Saturday, February 07, 2009

The Continuing Loss of Scientific Infrastructure - Decline of Systematics

The state of systematics in the nation and at the National Agricultural Research Center, BARC, is grim. Trying to build a coalition of support with zero funding is daunting. I seem to be talking to myself on Capitol Hill. Advocating on behalf of systematics is like lobbying for rivets underneath a bridge - no one cares until the bridge collapses, then everyone points fingers and bemoans the poor state of the failed infrastructure. Somehow, we as a people think that everything we need to know can be found on "Google", and that research which is not "sexy" is not useful and can be provided by someone else somewhere in the ether.

As to those involved with the impacts of invasive species, systematics is the core upon which all decision will be based. We can not legislate or regulate what we cannot identify.

An online-accessible report notes that "Beginning in 2005, the White House Office of Science and Technology Policy (OSTP) and Office of Management and Budget (OMB) called on Federal agencies to focus attention on integrated support and planning for their care and use of Federally held scientific collections."

I have linked to a report of the Interagency Working Group on Scientific Collections
for the following information:

"We need to keep items collected in the conduct of research because advances in science depend on a strong and cumulative evidence base. Scientific collections comprise an important part of that base. To build that base, researchers use the scientific method, an approach that includes systematic accumulation of data, the testing of hypotheses, and scientific replication. It is only through repeated observation and documentation that a consistent evidence base is developed and a finding can stand the test of time."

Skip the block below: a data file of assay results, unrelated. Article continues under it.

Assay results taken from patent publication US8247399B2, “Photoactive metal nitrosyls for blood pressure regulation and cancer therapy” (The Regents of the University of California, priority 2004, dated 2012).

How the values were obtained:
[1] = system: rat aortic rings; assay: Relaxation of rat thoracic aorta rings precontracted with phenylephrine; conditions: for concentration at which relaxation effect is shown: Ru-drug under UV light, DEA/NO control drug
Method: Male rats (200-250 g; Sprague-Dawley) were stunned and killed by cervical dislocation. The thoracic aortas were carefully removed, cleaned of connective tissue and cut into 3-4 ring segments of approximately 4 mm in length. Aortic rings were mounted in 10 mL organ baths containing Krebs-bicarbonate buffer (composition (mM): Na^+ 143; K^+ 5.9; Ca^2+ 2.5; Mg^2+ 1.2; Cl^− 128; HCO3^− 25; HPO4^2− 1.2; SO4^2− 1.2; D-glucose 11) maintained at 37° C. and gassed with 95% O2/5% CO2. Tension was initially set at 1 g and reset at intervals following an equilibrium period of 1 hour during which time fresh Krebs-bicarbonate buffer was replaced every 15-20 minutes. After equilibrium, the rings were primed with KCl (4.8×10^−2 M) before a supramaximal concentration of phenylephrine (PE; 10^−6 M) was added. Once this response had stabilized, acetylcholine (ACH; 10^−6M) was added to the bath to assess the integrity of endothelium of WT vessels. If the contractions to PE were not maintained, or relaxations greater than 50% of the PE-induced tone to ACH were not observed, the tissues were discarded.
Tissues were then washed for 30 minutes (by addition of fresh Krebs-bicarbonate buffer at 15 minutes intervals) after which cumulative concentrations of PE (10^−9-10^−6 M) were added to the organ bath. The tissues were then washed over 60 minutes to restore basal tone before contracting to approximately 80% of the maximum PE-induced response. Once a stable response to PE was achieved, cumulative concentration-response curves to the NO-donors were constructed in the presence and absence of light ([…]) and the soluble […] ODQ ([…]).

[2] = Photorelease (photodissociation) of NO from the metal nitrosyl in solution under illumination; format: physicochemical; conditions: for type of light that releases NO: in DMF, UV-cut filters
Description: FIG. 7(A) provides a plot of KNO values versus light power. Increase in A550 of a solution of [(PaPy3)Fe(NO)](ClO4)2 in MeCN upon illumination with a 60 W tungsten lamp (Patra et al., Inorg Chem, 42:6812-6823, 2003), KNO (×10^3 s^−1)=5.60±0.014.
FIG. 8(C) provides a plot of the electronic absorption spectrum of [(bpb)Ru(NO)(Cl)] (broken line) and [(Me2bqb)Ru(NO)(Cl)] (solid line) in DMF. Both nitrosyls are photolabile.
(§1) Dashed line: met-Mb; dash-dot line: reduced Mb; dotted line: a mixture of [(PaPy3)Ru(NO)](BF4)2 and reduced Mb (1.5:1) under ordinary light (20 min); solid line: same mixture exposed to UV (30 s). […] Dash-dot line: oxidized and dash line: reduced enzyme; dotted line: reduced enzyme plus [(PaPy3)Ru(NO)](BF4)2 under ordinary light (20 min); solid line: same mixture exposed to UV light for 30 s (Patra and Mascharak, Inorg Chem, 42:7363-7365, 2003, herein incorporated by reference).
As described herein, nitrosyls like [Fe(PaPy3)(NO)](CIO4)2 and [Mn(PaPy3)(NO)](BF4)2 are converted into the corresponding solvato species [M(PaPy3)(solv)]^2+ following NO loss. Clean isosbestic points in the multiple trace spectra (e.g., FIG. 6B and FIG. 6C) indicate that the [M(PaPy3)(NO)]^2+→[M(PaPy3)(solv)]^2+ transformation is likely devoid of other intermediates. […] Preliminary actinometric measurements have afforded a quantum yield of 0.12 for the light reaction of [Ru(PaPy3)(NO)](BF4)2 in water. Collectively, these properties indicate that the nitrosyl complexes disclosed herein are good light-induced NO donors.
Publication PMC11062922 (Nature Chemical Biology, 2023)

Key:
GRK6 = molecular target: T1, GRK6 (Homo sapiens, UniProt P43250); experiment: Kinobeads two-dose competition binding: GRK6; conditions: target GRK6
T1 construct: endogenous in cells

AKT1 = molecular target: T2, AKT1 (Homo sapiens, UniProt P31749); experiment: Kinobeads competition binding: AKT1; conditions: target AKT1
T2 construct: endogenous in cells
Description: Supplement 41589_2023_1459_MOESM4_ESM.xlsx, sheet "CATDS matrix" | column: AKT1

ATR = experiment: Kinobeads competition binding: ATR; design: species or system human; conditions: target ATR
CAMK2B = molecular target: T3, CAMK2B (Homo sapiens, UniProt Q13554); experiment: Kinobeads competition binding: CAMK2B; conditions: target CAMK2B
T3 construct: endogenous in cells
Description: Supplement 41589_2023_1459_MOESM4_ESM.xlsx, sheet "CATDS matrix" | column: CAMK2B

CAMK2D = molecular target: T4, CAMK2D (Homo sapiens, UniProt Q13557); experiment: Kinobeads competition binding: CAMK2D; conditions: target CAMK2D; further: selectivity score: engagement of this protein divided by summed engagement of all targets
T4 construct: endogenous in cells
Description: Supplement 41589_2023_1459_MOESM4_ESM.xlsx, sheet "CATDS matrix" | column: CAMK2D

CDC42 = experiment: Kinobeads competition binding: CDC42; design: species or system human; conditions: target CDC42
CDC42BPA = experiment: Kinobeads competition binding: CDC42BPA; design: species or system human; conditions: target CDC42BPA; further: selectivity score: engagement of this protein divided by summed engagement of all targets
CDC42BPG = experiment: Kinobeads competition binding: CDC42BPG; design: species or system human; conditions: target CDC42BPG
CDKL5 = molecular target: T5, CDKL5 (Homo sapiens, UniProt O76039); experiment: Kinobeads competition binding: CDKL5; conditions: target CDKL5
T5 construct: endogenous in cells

"Immediate access to collections: Urgent problems can call for immediate access to scientific data."

"Maintaining scientific collections can provide users with immediate access to critical specimens."

"Replacement costs. The passage of time, technical challenges, or prohibitive costs make it all but impossible to replace the contents of a collection when it is needed at a later date. Some locales may be physically inaccessible for a variety of reasons."

"Irreplaceable object. Many specimens collected decades ago can no longer be recollected because the locality has either disappeared or a species has gone extinct."

"Critical Redundancy. Research organizations keep collections in different places and maintain large collections of similar specimens for several reasons such as in the event of natural disaster."

"Research is a distributed enterprise. Federal research serves a wide range of constituencies and issues. To serve their mission efficiently, researchers and the collections they use need to be located in many different places."

"Variation in nature. Studying the variability within and among biological populations and geological specimens often reveals the processes that underlie their nature; this study of variation is a basic component of the scientific method. Large sample sizes are often needed in order to make statistically significant interpretations."

"Safety in numbers. Scientific collections of living specimens reduce the risk of catastrophic loss by guaranteeing that a pool of genetic variability is available to protect and ensure diversity, and to ensure the reintroduction and replenishment of the genetic stock."

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